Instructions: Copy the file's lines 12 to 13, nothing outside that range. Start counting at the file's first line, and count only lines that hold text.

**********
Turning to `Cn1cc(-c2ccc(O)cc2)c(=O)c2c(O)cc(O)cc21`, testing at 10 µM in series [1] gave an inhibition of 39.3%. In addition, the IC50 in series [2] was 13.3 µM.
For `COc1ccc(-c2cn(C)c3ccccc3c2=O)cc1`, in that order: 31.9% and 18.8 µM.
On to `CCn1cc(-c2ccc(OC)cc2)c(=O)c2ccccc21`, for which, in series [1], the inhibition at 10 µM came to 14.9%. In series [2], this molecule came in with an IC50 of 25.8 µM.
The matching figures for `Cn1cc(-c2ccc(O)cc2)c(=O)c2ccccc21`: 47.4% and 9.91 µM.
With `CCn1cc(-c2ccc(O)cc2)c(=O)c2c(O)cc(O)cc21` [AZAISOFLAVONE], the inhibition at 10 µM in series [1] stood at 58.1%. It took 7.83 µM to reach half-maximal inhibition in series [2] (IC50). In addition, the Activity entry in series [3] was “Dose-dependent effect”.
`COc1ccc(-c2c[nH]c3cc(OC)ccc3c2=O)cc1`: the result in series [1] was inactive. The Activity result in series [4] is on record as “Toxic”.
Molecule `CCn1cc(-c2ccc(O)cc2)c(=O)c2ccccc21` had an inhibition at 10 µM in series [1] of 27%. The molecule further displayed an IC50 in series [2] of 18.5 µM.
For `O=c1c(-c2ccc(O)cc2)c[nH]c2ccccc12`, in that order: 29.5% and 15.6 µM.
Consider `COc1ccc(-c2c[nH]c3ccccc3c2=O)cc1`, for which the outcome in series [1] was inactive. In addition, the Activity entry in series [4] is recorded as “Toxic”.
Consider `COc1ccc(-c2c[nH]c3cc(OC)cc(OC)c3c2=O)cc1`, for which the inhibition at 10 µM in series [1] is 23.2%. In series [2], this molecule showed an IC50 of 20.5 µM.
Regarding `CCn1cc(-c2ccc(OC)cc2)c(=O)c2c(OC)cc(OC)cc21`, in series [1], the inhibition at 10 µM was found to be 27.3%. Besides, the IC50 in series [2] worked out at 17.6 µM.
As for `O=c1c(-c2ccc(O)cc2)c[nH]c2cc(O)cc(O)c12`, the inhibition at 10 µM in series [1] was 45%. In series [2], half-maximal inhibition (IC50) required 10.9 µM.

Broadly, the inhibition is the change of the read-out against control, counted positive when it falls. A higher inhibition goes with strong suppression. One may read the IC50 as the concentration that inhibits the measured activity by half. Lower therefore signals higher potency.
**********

As for `O=c1c(-c2ccc(O)cc2)c[nH]c2cc(O)cc(O)c12`, the inhibition at 10 µM in series [1] was 45%. In series [2], half-maximal inhibition (IC50) required 10.9 µM.

Broadly, the inhibition is the change of the read-out against control, counted positive when it falls. A higher inhibition goes with strong suppression. One may read the IC50 as the concentration that inhibits the measured activity by half. Lower therefore signals higher potency.